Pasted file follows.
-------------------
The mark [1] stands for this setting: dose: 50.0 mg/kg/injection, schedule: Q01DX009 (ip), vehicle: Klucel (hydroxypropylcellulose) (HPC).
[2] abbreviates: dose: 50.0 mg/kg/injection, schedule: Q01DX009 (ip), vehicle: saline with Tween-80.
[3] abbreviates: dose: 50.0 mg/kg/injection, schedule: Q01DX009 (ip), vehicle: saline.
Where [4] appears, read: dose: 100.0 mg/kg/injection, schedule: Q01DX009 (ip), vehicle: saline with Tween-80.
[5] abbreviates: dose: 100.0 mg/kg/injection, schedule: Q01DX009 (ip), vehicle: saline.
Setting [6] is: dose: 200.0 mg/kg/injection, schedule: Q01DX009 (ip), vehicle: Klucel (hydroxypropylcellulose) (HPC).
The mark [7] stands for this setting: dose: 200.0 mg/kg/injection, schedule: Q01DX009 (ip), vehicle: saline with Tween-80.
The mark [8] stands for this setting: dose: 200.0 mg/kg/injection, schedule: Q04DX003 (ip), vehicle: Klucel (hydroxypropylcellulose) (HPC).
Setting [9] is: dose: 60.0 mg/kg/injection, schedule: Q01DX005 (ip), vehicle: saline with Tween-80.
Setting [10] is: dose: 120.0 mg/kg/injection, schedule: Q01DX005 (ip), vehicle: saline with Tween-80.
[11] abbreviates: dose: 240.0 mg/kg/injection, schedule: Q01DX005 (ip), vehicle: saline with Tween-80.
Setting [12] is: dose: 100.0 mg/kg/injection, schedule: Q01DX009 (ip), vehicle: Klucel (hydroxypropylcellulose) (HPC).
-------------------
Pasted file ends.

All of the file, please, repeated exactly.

The mark [1] stands for this setting: dose: 50.0 mg/kg/injection, schedule: Q01DX009 (ip), vehicle: Klucel (hydroxypropylcellulose) (HPC).
[2] abbreviates: dose: 50.0 mg/kg/injection, schedule: Q01DX009 (ip), vehicle: saline with Tween-80.
[3] abbreviates: dose: 50.0 mg/kg/injection, schedule: Q01DX009 (ip), vehicle: saline.
Where [4] appears, read: dose: 100.0 mg/kg/injection, schedule: Q01DX009 (ip), vehicle: saline with Tween-80.
[5] abbreviates: dose: 100.0 mg/kg/injection, schedule: Q01DX009 (ip), vehicle: saline.
Setting [6] is: dose: 200.0 mg/kg/injection, schedule: Q01DX009 (ip), vehicle: Klucel (hydroxypropylcellulose) (HPC).
The mark [7] stands for this setting: dose: 200.0 mg/kg/injection, schedule: Q01DX009 (ip), vehicle: saline with Tween-80.
The mark [8] stands for this setting: dose: 200.0 mg/kg/injection, schedule: Q04DX003 (ip), vehicle: Klucel (hydroxypropylcellulose) (HPC).
Setting [9] is: dose: 60.0 mg/kg/injection, schedule: Q01DX005 (ip), vehicle: saline with Tween-80.
Setting [10] is: dose: 120.0 mg/kg/injection, schedule: Q01DX005 (ip), vehicle: saline with Tween-80.
[11] abbreviates: dose: 240.0 mg/kg/injection, schedule: Q01DX005 (ip), vehicle: saline with Tween-80.
Setting [12] is: dose: 100.0 mg/kg/injection, schedule: Q01DX009 (ip), vehicle: Klucel (hydroxypropylcellulose) (HPC).